By Alexandre Bohas
Translation: Lawrence Myers
Passage au crible n° 123
Sony, which just filmed and produced The Interview, was recently threatened by terrorist attacks. The film derides the North Korean regime and ends with the assassination of the current president, Kim Jon-un. Previously, the firm’s IT system had undergone attacks and confidential information that it possesses was compromised. For now, it has stopped the distribution of the production.
Sony studios – known by the name Columbia TriStar before being bought by the Japanese firm – produced a satiric comedy on the North Korean regime in 2014, produced by Seth Rogen and Evan Goldberg. This full-length feature film tells the story of two reporters who, after having obtained an interview with the current dictator, receive orders to assassinate him. Originally set for release next fall, it was censured by North Korea, which threatened to take “merciless” actions against the United States.
In November, Sony Pictures Entertainment’s computer systems were hacked by self-proclaimed hackers, The Guardians of Peace. Yet, according to the FBI, the aforementioned group liaised with North Korea. This incursion led to revelations concerning the upcoming productions of the major film studio, the salaries of its top leaders as well as the contents of their Internet communication. This group otherwise threatened terrorist attacks on cinemas where the film would be shown. Following these warnings, which sparked the cancellation of its release in many film operating companies, the studio itself suspended the release and opted for a limited online launch. This decision was then received negatively by numerous critics, including President Barack Obama.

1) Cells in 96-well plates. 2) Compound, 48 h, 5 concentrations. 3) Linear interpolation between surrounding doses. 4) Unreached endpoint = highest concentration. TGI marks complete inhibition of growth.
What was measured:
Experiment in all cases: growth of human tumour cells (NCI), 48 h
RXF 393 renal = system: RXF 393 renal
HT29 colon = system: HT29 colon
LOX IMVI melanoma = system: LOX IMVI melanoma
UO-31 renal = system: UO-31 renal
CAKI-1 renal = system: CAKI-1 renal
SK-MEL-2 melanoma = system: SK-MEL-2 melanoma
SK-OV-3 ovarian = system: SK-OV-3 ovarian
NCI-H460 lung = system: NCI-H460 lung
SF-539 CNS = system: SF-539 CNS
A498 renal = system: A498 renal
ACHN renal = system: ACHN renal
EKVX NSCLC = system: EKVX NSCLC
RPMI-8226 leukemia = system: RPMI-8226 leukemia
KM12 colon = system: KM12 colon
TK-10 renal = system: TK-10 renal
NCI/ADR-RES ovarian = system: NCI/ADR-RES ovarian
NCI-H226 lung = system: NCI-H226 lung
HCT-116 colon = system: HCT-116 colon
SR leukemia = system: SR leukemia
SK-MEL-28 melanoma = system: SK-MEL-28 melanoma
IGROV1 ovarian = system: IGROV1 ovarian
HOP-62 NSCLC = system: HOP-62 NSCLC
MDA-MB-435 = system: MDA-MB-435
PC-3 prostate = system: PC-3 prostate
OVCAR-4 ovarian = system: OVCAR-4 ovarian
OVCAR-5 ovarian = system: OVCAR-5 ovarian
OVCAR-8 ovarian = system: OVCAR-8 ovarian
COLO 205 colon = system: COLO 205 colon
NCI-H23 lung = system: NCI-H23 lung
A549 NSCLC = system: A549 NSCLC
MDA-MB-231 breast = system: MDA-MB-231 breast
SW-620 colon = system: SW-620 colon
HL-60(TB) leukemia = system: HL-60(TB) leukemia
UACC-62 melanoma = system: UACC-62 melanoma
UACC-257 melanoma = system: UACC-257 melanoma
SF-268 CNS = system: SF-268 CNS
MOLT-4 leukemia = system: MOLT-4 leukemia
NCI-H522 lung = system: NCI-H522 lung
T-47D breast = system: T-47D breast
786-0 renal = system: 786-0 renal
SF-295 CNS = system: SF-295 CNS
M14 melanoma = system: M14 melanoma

1. The coming of a post-international era. Crossed by contradictory trends of integration and fragmentation, the world has left the inter-state era consecrated by the Treaties of Westphalia, signed in 1648. Henceforth, it is characterized by multiple actors, identities superposed and loyalties fragmented. We must also consider the world broadly, in the same way that James Rosenau, Yale Ferguson and Richard Mansbach did, by using the concepts of polities and spaces of power.